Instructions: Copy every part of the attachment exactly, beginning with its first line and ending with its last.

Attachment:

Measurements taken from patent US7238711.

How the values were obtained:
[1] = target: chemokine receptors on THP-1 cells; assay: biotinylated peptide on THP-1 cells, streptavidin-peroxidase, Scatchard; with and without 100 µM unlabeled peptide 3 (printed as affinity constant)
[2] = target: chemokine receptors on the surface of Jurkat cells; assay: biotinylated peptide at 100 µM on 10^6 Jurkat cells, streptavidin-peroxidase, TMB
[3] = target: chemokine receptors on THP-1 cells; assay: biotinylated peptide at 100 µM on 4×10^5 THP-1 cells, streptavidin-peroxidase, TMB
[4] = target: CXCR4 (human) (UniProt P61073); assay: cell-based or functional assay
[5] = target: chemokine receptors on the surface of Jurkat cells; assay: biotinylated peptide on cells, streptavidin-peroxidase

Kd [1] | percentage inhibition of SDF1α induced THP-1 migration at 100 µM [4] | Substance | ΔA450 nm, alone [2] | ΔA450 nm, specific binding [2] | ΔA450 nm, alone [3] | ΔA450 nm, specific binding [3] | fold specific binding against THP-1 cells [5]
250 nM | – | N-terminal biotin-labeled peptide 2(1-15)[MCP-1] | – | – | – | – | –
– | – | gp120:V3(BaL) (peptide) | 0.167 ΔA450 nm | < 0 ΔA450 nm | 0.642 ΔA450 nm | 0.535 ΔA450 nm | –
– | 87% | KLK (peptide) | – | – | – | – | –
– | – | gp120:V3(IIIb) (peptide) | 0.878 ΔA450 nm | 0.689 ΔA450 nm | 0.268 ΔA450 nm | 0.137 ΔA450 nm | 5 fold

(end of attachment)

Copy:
Measurements taken from patent US7238711.

How the values were obtained:
[1] = target: chemokine receptors on THP-1 cells; assay: biotinylated peptide on THP-1 cells, streptavidin-peroxidase, Scatchard; with and without 100 µM unlabeled peptide 3 (printed as affinity constant)
[2] = target: chemokine receptors on the surface of Jurkat cells; assay: biotinylated peptide at 100 µM on 10^6 Jurkat cells, streptavidin-peroxidase, TMB
[3] = target: chemokine receptors on THP-1 cells; assay: biotinylated peptide at 100 µM on 4×10^5 THP-1 cells, streptavidin-peroxidase, TMB
[4] = target: CXCR4 (human) (UniProt P61073); assay: cell-based or functional assay
[5] = target: chemokine receptors on the surface of Jurkat cells; assay: biotinylated peptide on cells, streptavidin-peroxidase

Kd [1] | percentage inhibition of SDF1α induced THP-1 migration at 100 µM [4] | Substance | ΔA450 nm, alone [2] | ΔA450 nm, specific binding [2] | ΔA450 nm, alone [3] | ΔA450 nm, specific binding [3] | fold specific binding against THP-1 cells [5]
250 nM | – | N-terminal biotin-labeled peptide 2(1-15)[MCP-1] | – | – | – | – | –
– | – | gp120:V3(BaL) (peptide) | 0.167 ΔA450 nm | < 0 ΔA450 nm | 0.642 ΔA450 nm | 0.535 ΔA450 nm | –
– | 87% | KLK (peptide) | – | – | – | – | –
– | – | gp120:V3(IIIb) (peptide) | 0.878 ΔA450 nm | 0.689 ΔA450 nm | 0.268 ΔA450 nm | 0.137 ΔA450 nm | 5 fold